Understanding the Law
June 22, 2007
June Assizes

The Assizes opened on June 5, 2007, but even though it commenced on the first Tuesday of the month, as is the practice, it is no ordinary Assizes. What makes it extraordinary is the long list of criminal matters set down for hearing. The list has some 119 criminal matters for trial when a typical list carries an average of 30 matters.{{more}} This mid-year Assizes normally last for two months and ends in July as the courts vacation is fixed for the 1st day of August each year. The earlier and later Assizes, which start in February and October respectively run for longer periods. It is always difficult for a judge to complete a list of 30 matters especially if there is a murder case with more that one accused. Some matters without a doubt have to be traversed to the next Assizes. Perhaps this could account for the build up of cases.

The June List

The June list contains matters ranging from assault to murder that are dated over a period from 2003 to 2007. There are 3 matters for 2003, 11 for 2004, 36 for 2005, 42 for 2006 and 24 for 2007. The two other matters on the list are for sentencing for persons whose matters were heard in the magistrate courts in 2005 and 2006. Wounding appears to be the most frequent crime with a total of 33 of which 31 cases are wounding with intent. The other matters include: murder (20) (one being a retrial), rape (17), robbery (17), burglary (9), incest (4), manslaughter (3), forgery (3), death by reckless driving (1), assault causing actual bodily harm (2), theft (2), Drugs (1), Buggery (1), blackmail (1), intercourse with a girl under the age of 13 (3), placing of explosive (1), unlawful use of firearms (6) and arson (1). In some instances persons have been charged with more than one offence.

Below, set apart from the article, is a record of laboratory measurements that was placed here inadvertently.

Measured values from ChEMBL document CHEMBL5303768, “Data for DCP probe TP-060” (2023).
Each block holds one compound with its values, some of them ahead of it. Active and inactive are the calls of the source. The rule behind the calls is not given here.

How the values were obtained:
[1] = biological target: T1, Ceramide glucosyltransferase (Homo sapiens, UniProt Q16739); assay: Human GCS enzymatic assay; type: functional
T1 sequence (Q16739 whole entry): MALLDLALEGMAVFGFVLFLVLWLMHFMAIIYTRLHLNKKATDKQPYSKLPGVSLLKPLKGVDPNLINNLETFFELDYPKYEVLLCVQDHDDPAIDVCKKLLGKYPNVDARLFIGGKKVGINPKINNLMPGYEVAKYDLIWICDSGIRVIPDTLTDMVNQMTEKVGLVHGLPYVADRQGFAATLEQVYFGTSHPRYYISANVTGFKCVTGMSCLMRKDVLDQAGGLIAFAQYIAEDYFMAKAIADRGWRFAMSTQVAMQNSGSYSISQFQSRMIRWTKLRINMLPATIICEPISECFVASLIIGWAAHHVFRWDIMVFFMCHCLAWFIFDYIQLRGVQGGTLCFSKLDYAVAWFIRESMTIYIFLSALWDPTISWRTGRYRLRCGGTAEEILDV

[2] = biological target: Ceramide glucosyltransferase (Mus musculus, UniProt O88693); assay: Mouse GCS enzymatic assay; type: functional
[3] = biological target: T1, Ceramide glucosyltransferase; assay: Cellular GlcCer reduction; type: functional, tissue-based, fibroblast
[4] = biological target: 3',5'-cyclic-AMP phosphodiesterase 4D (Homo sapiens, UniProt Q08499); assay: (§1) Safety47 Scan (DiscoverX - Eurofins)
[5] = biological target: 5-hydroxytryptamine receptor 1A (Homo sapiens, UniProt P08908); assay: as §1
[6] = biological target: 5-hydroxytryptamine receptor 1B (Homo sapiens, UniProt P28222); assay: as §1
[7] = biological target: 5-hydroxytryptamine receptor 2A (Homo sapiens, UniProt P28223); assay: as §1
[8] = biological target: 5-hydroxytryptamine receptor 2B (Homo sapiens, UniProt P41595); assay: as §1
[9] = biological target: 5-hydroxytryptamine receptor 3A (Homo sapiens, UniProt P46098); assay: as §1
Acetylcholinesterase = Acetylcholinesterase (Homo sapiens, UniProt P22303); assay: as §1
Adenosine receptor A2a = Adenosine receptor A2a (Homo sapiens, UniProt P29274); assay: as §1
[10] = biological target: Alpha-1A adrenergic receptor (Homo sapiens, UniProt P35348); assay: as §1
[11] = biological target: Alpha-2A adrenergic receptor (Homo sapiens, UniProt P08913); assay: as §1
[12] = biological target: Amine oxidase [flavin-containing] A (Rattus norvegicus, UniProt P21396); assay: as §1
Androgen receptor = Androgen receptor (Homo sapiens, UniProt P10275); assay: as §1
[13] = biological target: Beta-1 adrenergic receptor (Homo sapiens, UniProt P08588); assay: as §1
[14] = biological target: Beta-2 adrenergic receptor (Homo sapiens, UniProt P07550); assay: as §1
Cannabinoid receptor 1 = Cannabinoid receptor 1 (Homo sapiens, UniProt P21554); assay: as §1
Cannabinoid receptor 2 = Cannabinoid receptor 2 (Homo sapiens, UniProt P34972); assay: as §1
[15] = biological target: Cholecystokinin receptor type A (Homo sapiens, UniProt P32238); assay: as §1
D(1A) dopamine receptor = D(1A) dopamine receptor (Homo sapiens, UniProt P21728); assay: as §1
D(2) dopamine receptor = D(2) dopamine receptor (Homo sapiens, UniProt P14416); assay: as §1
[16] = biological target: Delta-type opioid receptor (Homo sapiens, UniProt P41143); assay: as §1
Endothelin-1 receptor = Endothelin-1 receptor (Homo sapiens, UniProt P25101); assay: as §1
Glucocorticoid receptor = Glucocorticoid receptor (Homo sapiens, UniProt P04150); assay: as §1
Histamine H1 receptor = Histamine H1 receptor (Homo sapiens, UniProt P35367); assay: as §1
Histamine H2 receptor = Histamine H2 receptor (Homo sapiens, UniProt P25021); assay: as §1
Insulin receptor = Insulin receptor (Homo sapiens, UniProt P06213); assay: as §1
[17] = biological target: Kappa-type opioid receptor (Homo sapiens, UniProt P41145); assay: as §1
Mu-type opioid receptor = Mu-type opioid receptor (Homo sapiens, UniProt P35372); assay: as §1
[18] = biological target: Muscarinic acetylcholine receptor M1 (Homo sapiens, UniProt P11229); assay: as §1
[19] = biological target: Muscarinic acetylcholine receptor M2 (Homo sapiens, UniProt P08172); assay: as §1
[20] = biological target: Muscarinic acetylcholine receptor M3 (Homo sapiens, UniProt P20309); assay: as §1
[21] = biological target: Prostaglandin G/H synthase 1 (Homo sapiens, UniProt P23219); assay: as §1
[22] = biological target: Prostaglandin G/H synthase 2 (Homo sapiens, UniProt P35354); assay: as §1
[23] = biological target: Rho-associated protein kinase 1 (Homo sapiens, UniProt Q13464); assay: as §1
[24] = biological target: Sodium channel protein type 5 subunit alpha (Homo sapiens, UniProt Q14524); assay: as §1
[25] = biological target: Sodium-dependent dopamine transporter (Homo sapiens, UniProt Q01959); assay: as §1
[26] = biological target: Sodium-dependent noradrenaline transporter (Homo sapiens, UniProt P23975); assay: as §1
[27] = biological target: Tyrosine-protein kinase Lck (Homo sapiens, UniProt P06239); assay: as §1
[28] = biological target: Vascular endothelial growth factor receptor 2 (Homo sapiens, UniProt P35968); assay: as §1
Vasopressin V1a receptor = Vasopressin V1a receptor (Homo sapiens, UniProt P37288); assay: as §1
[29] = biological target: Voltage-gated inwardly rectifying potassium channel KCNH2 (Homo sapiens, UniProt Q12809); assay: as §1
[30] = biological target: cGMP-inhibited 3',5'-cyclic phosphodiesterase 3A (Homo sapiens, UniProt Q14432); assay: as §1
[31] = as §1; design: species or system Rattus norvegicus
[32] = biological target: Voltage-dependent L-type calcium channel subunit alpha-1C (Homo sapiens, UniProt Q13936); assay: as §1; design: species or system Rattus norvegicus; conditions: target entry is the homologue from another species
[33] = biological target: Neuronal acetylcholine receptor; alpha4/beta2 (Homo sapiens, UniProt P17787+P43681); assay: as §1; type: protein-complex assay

Simultaneous Assizes

The long list of criminal cases has led to unprecedented action. After consultation with the resident judges the Director of Public Prosecution, Mr. Colin Williams made a written request to the Chief Justice of the Eastern Caribbean States, Justice Brian Alleyne who consented to the operation of two criminal courts. These courts commenced simultaneous operation on Monday, June 11, 2007. One court is conducted in the No. 1 Court Room, down stairs the Court House and the other is upstairs where the House of Assembly is located and where civil trials are normally conducted. Both resident judges of the High Court are now conducting the trials. This means that all civil matters listed for trials have had to be adjourned. It is no doubt that this will cause quite a great deal of inconvenience to those whose matters are listed and especially if they are overseas witnesses. Criminal matters are normally given more urgency and priority is given because the liberty and freedom of citizens are involved. The new arrangement would however serve to create a backlog of civil matters.

Continuous Assizes

For a long time now suggestions have been made for continuous Assizes, that is, an arrangement for criminal trials to be conducted all year round similar to arrangement in the magisterial courts with regards to time. This would bring an end to a tradition which goes far back in time. It may also mean an end of the fixed vacation of the court. There are three fixed vacations per year: the Easter vacation, the long August vacation and the Christmas vacation. To effectively accomplish this proposal for continuous Assizes, more judges would have to be appointed.

Ada Johnson is a solicitor and barrister-at-law.
E-mail address is: exploringthelaw@yahoo.com